I had hitchhiked my way up from the Midi to Alsace via Paris where I spent some time with Alix and then moved on to find more work as a farm worker harvesting grapes in Alsace. I followed the northward ripening of the grapes. The last person to give me a lift as I approached Alsace happened to know a “vigneron” whom he thought might hire me. He dropped me off at the door of the wine grower’s estate (I believe his brother was part of the harvesting team) who did not hesitate to take me on. I learned later that even though they had enough workers they thought I had a pleasant smile. Like the family I worked for in L’Herault the vendanges were perceived to be a pleasurable social experience They liked to fill up the ranks of grape pickers with interesting characters, even though it was easier to hand the work over to professional farm workers from Spain who needed the work and would be more efficient. In Alsace many of the harvesters were buyers of the grower’s product, who came for a day or two to enjoy the outdoors and the camaraderie. Some I observed were certified alcoholics who enjoyed a bit too much the passing of the bottle at the end of each row and were quickly dispatched. The time of year was like the mellow wine made of the “noble rot”. We were already getting into the end of October and mornings were chill.
One of the first co-workers I met was a sullen Cambodian who sported an oversized military jacket which judging from the way he wrapped his arms around his body didn’t seem to keep him sufficiently warm especially as I learned he was experiencing cold weather for the first time in his life. He had been sent to study in France by his father in Phnom Penh who was a wealthy jeweler. Whether intentional or not his departure from Cambodia coincided with the takeover of Cambodia by the Red Guard. His family was sent to concentration camps where they were killed. He did have relatives who were in refugee camps in Thailand that he communicated with.
The harvest lasted a week. I recall the evening meals were enjoyably shared with the owner. The lunch in the vineyards consisted mostly of cured uncooked bacon and wine to wash it down. Much to the disappointment of the family that hired me I overstayed my period of employment when I became horribly ill; I believe due to drinking the “new” wine in the village of Ribeauville and could not leave the dorm where I was housed. Alix had come to join me and nursed me back to health.
However, all in all, I was better taken care there than in the Midi where the workers were given lodging in cold water flats with a single unit gas stove to cook our own food on. We must have been advanced enough money to buy food. We got a quota of two bottles of free wine (“pousse au crime” they called it) each day on top of our pay that we could either save or return to the owner for reimbursement. I recall the Australians on their world tour hopping from one Commonwealth country to the next drank their quota. They marvelously could drink all night and get up refreshed the next morning to pick grapes whereas, if I were to march their consumption, I would wake up at 4 pm the next afternoon with a horrible hangover.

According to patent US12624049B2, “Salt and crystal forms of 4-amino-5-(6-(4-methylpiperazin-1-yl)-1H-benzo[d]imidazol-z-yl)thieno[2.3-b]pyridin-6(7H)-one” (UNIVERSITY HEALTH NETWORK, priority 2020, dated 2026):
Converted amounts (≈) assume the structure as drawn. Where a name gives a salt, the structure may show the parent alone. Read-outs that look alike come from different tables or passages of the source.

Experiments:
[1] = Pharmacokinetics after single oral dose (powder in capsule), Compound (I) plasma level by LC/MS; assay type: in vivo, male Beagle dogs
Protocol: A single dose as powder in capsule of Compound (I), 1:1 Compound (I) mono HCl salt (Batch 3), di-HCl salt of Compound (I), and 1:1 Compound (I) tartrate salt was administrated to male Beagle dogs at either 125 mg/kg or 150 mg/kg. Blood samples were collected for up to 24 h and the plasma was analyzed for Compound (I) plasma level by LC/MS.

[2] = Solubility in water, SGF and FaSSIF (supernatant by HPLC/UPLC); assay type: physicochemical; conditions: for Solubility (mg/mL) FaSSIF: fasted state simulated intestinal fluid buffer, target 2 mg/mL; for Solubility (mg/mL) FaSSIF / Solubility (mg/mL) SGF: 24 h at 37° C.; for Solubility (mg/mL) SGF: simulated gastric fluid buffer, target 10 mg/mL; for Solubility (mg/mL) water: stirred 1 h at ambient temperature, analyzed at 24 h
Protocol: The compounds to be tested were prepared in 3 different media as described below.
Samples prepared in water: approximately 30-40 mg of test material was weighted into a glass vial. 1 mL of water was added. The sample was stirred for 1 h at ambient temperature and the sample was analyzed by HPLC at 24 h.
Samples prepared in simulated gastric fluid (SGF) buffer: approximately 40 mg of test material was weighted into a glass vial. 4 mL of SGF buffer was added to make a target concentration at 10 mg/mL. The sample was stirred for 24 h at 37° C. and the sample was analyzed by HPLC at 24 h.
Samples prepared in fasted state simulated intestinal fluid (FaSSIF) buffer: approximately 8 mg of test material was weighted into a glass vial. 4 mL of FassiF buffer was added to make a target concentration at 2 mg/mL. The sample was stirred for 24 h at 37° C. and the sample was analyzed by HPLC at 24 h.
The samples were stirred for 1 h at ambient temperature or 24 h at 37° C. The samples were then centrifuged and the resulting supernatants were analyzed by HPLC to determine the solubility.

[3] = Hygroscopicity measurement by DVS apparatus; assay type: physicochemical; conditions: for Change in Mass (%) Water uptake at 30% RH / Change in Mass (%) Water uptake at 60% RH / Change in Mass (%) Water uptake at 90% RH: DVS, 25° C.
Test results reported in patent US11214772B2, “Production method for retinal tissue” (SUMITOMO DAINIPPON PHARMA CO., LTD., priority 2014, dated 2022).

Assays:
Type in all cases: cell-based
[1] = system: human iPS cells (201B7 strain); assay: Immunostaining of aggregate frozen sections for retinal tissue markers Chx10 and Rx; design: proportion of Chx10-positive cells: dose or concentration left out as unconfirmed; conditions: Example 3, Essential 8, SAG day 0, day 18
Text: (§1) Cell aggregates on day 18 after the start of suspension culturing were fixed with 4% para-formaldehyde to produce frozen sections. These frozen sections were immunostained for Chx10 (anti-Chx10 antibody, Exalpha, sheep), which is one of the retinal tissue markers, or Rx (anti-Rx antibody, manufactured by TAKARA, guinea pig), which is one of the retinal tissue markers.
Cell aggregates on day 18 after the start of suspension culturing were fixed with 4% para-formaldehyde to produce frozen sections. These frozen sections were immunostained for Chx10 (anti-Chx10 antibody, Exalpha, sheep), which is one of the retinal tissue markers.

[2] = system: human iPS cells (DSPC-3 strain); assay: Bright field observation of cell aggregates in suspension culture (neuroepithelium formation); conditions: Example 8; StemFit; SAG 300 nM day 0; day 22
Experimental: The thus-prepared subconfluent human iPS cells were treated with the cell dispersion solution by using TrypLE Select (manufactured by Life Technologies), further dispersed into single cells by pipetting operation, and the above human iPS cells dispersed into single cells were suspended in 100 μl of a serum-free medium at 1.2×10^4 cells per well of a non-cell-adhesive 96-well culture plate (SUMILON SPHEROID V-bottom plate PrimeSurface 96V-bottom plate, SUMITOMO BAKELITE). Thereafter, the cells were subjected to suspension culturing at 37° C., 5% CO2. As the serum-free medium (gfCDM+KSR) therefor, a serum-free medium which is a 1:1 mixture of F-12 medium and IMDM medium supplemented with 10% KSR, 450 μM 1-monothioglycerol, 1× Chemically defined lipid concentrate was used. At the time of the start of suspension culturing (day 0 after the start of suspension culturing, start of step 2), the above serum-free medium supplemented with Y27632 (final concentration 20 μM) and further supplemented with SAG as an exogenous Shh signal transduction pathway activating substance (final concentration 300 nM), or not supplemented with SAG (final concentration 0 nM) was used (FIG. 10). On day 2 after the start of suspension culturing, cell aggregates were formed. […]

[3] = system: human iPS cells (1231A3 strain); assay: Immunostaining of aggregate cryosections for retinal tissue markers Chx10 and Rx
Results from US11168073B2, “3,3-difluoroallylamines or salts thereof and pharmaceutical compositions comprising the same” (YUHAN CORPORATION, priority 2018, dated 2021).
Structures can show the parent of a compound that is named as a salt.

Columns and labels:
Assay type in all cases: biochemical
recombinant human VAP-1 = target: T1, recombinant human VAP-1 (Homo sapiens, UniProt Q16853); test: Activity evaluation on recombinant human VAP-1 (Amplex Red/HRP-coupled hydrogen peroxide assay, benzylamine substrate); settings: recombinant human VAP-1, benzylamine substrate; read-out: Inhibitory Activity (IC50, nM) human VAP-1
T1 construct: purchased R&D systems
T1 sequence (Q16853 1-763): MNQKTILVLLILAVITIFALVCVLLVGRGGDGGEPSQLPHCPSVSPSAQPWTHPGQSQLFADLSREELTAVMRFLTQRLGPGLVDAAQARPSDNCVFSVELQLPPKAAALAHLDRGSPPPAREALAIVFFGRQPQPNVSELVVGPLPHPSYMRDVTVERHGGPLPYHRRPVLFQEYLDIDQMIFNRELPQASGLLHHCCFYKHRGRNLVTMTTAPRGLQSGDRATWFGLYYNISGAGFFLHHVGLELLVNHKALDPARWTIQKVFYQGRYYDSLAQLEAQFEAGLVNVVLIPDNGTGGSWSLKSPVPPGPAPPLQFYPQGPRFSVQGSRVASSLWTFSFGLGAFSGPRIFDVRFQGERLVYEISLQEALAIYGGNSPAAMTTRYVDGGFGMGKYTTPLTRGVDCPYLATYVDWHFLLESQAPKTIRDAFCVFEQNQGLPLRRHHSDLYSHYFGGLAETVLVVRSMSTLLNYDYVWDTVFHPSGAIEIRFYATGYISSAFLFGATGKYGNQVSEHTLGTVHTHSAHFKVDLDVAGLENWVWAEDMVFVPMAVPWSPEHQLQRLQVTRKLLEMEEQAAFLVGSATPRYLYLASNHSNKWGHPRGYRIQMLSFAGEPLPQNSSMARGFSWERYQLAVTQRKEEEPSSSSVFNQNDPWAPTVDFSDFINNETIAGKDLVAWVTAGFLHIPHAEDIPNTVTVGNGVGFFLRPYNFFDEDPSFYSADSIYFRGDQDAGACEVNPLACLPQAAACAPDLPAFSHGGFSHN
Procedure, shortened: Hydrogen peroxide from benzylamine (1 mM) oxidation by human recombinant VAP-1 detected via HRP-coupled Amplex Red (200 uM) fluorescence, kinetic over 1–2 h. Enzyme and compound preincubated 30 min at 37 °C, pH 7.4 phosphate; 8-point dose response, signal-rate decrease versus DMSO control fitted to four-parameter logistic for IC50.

Our boss in L’Herault created quite a presence. He drove a convertible Mustang. He was well over six feet tall and sported an impressive Asterix style mustache. I had worked for him the prior season when he hired Alix and I as we left an employment office where we inquired about work picking grapes. I suspect he waited to hire us after we left the office to avoid paying a finder’s fee. I remember the pleasure in being carried off to the grey village of Tressan, our place of employment, in the back seat of the Mustang with the top down.
Living in the gloomy village, however, did have its entertainment value. Whatever happened out of the ordinary in town would make its way to be discussed in the central square in the evening by the “town fathers” so to speak. One topic that I recall inspired a few laughs was their mockery of the shape of the wife of a friend of mine who came to visit me from the States. She didn’t fit their French definition of femininity being a tad hefty or “big boned” as the euphemism goes. Another involved the interest an elderly woman Madame Thiollet showed in me by baking me on occasions traditional omelets mixed with flour. She worried that being alone without a mate I had no one preparing meals for me. She lived alone with her brain damaged husband who sat drooling off to the side of her poorly lit dwelling. He had been hit over the head accidentally with a shovel while doing road work. The dwelling smelled of spoiled fruit that she as a senior had permission to scour from the fields after the commercial harvest was done. In any case, the gossip of our friendship addressed what they (the evening news in the town square) thought was my intent through our friendship to inherit her house. Years later after I returned to Boston living with my parents before starting my academic career, I received a letter In the mail ambiguously addressed to Mugar Belmont USA (or some address that should not have been sufficient to make its way to me) announcing her death. It came from her son. He had learned that I had made her acquaintance and that she thought enough of me that I should be informed of her passing. I vaguely recall the gossipers of the central plaza said her son’s wife had been a prostitute much to the chagrin of my elderly friend. Such unkind/ ungenerous g ossip.